O'Reilly logo

Shell Scripting: Expert Recipes for Linux, Bash, and More by Steve Parker

Stay ahead with the world's most comprehensive technology and business learning platform.

With Safari, you learn the way you learn best. Get unlimited access to videos, live online training, learning paths, books, tutorials, and more.

Start Free Trial

No credit card required

Recipe 19-1: The Fibonacci Sequence

The Fibonacci Sequence is a very simple sequence of integers, where the value of each number in the sequence is calculated as the sum of the previous two numbers. It is traditionally started off with 0 and 1, so if F(0) is 0, and F(1) is 1, then F(2) is F(0) + F(1), which is 1. F(3) is F(1) + F(2), which is 2. F(4) is 3, F(5) is 5, F(6) is 8, F(7) is 13, and F(8) is 21. This number sequence gets bigger quite rapidly, so apart from being a rather aesthetically pleasing sequence, it is also a useful way to look at three different methods of doing calculations using large numbers with the shell.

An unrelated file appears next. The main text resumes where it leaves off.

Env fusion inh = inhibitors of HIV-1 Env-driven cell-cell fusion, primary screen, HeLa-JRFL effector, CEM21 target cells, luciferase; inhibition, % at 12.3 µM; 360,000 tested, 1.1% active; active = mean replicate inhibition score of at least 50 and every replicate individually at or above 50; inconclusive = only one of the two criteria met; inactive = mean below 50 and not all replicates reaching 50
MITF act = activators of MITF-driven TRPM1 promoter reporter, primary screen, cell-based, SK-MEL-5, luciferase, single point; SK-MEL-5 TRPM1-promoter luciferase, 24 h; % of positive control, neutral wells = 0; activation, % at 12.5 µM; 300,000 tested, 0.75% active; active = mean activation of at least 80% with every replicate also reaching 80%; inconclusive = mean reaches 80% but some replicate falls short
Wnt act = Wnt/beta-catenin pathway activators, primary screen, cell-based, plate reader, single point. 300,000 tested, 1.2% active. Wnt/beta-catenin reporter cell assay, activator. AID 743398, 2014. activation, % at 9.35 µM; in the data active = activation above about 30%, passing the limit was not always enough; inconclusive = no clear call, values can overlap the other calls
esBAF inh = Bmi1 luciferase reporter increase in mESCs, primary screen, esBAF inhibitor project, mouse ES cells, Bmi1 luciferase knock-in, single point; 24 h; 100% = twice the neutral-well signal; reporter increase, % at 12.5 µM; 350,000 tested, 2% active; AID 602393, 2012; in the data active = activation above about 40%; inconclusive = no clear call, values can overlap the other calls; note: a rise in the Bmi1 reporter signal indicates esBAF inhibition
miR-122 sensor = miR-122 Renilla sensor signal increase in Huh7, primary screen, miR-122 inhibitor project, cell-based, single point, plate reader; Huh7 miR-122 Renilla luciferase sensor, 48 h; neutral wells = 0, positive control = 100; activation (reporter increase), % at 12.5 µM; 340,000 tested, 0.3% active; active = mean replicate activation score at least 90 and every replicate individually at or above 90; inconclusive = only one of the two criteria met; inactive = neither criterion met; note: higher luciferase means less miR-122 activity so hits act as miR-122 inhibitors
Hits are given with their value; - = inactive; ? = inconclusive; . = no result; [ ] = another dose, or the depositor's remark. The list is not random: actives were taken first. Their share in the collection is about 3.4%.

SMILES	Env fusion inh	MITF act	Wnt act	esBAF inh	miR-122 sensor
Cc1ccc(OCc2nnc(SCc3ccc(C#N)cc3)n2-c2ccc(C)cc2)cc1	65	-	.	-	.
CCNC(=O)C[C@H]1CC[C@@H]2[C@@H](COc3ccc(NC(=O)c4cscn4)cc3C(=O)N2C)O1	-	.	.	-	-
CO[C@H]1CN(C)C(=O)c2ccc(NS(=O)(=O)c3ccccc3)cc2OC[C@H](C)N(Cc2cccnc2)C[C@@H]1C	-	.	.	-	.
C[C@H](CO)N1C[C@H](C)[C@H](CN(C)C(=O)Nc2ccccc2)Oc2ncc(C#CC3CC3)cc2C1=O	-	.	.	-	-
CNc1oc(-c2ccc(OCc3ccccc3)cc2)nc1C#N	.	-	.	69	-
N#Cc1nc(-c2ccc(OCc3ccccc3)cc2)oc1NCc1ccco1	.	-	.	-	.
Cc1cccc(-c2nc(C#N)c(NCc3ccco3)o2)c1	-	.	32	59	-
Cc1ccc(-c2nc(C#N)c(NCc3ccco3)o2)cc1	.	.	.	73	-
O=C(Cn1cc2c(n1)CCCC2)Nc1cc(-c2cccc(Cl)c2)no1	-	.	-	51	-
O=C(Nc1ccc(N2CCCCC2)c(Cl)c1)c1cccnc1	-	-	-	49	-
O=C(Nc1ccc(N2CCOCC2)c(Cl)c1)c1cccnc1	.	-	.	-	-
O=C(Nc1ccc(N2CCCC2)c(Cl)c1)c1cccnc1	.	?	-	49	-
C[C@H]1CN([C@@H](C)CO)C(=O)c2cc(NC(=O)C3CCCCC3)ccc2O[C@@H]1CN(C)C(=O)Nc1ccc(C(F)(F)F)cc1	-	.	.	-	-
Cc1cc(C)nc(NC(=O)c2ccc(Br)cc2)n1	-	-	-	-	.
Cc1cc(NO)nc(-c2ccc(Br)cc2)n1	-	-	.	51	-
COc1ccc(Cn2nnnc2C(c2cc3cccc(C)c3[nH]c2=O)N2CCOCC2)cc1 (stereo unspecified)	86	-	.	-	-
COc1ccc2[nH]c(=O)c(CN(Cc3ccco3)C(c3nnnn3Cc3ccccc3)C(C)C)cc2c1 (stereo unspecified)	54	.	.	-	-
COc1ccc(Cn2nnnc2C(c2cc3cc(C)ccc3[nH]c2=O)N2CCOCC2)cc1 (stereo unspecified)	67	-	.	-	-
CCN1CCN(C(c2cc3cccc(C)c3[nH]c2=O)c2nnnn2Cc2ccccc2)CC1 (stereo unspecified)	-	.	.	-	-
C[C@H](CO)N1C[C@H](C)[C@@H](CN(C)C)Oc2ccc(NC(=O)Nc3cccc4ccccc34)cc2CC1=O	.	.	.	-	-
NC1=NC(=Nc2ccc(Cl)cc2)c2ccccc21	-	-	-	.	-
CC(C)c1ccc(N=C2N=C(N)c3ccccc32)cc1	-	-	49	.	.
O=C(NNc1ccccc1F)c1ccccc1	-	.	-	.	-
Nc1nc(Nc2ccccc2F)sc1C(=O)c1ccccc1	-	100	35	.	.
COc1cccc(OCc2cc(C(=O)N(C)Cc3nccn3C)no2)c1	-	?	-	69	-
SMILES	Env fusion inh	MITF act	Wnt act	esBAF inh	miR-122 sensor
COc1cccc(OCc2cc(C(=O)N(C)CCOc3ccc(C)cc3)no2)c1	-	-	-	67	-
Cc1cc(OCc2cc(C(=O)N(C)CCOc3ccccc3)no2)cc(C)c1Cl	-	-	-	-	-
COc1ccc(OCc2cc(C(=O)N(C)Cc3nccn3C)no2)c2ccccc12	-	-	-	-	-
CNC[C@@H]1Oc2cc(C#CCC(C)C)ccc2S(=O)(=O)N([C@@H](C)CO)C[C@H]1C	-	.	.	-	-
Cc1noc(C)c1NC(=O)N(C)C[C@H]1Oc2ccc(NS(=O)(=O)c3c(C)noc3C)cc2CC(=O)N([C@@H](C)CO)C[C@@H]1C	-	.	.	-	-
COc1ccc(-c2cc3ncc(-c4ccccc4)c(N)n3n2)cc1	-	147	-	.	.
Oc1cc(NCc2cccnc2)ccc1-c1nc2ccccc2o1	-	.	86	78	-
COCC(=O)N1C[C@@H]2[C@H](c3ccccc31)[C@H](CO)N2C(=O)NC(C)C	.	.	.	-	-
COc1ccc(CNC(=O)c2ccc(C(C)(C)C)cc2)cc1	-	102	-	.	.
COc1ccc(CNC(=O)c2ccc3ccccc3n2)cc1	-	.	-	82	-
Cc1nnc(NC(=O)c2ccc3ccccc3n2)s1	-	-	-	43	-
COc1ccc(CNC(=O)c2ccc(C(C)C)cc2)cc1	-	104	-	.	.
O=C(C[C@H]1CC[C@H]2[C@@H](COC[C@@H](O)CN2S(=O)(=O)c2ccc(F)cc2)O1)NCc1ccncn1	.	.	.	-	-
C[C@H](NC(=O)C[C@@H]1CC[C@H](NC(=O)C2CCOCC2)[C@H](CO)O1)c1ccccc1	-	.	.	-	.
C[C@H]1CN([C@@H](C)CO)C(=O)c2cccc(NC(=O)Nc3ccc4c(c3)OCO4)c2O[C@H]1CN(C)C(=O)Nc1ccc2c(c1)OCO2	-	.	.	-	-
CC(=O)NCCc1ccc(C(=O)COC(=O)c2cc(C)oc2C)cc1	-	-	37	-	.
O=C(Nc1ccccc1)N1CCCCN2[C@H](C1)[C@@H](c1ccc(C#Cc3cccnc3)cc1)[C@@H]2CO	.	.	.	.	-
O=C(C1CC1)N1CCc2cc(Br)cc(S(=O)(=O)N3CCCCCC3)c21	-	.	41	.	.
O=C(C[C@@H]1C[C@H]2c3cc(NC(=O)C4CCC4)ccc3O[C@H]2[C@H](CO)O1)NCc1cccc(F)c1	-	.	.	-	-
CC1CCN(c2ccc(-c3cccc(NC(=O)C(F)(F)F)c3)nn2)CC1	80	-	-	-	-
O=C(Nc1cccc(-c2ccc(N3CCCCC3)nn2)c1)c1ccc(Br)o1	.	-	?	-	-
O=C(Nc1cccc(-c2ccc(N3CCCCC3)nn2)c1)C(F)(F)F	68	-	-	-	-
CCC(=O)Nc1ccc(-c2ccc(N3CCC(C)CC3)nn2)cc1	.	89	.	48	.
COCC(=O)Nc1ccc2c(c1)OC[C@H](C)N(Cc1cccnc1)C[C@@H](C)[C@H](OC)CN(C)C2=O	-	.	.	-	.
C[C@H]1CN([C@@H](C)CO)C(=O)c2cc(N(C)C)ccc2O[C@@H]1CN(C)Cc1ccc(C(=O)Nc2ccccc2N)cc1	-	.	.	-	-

Technologies Used

  • Functions
  • ((count++))
  • $(( x + y ))
  • [ x -lt y ]
  • expr
  • bc

Concepts

The concept of continuing to add two numbers together is incredibly simple, but it is remarkably ubiquitous. Figure 19-1 shows the spiral that results from the way that the Fibonacci Sequence works. Each square has sides of the length of that position in the sequence, so the first two squares are 1×1, then a 2×2 square, then 3×3, 5×5, 8×8, 13×13, 21×21, and so on. By drawing a quarter-circle in each square, a spiral emerges. This spiral can be seen in nature, from pineapples to snail shells to sunflowers.

Potential Pitfalls

The main pitfall when dealing with large numbers is that the storage will “wrap around” itself. Computers use base 2 internally, where a ...

With Safari, you learn the way you learn best. Get unlimited access to videos, live online training, learning paths, books, interactive tutorials, and more.

Start Free Trial

No credit card required